Scripture’s Sufficiency and Christian Consistency
The call for a practical doctrine of the sufficiency of Scripture is a call for Christian consistency. If the Bible is what it says it is then it follows that we must treat it as it demands to be treated: As the unrivalled epistemological foundation atop which all subsequent study must be built and the power by which all subsequent study must be fuelled. As has been rightly said elsewhere, “worldview precedes observational interpretation.”1 Thus, any successful pursuit of knowledge begins with and proceeds from a carefully established and prayerfully guarded biblical worldview.
The family of disciplines related to psychology and counselling are no exception. Probing the inner workings of people—their desires and dreams, fears and foibles, habits and hangups, pains and potential—without input from the Creator is as foolish as it is futile.
Illustratively, consider this short list of questions:
- Are people fundamentally and/or basically good?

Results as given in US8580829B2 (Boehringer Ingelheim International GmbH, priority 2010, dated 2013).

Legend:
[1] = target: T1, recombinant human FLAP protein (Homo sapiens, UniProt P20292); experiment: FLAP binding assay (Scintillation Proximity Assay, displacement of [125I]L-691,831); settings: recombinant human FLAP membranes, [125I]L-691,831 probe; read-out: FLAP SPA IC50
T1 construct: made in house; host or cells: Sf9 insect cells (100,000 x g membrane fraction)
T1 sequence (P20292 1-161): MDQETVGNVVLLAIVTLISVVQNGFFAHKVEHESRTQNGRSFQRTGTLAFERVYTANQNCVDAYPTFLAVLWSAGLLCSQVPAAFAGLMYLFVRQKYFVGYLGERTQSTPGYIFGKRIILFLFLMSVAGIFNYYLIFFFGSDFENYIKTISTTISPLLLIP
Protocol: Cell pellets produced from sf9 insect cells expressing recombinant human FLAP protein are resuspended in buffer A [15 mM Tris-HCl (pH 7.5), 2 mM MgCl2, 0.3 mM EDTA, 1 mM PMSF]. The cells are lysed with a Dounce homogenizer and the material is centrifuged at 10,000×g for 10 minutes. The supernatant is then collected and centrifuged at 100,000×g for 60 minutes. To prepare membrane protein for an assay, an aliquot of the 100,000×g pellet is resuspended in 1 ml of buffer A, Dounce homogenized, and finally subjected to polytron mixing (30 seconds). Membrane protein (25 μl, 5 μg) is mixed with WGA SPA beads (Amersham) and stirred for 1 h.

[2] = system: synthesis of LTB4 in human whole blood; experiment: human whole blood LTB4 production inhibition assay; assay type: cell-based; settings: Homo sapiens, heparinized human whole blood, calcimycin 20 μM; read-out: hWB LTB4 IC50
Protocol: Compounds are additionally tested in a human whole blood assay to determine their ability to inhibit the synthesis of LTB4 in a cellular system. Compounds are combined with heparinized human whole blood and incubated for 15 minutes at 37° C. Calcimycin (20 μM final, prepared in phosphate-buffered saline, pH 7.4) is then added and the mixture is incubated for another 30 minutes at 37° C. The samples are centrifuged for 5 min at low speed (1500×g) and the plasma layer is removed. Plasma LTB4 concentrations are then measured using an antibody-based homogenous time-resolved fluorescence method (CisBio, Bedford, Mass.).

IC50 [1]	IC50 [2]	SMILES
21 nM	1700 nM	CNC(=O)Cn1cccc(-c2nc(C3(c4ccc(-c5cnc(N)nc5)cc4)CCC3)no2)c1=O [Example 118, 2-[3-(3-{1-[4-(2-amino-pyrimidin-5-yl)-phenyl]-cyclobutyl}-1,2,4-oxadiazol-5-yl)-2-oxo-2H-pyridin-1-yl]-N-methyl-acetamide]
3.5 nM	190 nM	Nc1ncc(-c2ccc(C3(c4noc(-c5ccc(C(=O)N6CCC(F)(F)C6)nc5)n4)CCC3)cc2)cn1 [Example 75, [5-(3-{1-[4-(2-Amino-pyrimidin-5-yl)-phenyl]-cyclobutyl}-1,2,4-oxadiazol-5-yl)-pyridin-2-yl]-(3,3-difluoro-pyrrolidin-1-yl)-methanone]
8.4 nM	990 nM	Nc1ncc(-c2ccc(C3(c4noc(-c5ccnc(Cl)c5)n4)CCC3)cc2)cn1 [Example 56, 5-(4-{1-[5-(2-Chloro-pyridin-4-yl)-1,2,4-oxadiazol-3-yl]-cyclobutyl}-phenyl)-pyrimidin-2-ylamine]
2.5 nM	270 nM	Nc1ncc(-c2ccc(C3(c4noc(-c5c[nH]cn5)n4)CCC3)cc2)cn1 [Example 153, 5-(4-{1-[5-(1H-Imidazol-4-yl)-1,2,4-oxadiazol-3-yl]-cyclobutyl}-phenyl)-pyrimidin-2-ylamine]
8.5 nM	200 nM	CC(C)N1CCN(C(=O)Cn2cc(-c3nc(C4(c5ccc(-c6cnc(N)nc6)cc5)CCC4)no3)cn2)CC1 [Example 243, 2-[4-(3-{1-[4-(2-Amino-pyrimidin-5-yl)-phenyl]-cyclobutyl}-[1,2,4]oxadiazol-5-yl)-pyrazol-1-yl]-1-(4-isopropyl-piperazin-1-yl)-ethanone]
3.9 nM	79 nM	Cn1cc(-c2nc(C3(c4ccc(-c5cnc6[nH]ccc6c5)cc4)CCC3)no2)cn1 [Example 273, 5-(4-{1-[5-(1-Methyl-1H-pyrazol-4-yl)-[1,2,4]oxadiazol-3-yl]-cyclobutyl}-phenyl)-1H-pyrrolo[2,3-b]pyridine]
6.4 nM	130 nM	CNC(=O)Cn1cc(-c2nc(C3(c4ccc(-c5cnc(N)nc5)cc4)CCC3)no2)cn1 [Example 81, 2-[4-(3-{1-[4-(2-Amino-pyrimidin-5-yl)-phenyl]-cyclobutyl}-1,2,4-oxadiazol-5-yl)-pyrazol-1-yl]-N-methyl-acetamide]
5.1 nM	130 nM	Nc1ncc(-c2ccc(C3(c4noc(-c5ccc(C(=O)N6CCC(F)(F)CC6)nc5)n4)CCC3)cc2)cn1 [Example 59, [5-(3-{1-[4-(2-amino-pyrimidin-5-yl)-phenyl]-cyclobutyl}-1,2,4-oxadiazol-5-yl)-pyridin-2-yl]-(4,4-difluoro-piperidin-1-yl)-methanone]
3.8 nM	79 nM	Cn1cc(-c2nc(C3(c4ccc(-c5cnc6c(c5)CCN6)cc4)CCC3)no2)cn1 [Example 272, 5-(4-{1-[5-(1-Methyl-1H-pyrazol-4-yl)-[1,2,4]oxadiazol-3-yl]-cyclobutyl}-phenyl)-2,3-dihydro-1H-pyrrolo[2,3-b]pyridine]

- Is suffering ever useful or deserved?
- Is morality objective?
- If immorality/evil exists, is it primarily external to the person or internal?
- What is humanity’s greatest need(s)?
- What is humanity’s greatest goal(s)?
- Is independence or interdependence the goal of personal maturation?
- Do people have the power to change themselves?
It should be immediately apparent that how one answers questions like these will greatly affect how one explores the human psyche and seeks to aid others in their pursuit of answers, healing, and direction. The Bible contains the divinely breathed-out answers to questions like those above2 and, as has been already mentioned in this chapter, was given for our maturation in Christlikeness. Therefore, “the Scriptures … are sufficient to cure souls.”3 God’s word is enough.
The word of God is the final authority to which we are to appeal in all matters of life and godliness. To supplement infallible Scripture with another ideology, practice, or preference is like adding a chainsaw to your golf bag—while its novelty, perceived power, and potential usefulness may be attractive, it will at best not aid in playing the game set before us and, at worse, distract from, supplant, and replace the tools we have that were meant for such an activity.
1 Christopher Cone, Prolegomena on Biblical Hermeneutics and Method, 2nd ed. (Hurst, TX: Tyndale Seminary Press, 2012), 22.
2 For example: Rom 3:23; 2 Cor 1:3–4; 4:17–18; 1 Pet 1:16; Matt 15:15–20; 2 Cor 5:20; 1 Cor 10:31; Eph 4:16–32; Phil 4:13
3 David Powlison, “The Sufficiency of Scripture to Diagnose and Cure Souls,” The Journal of Biblical Counseling, Spring 2005: 2–14.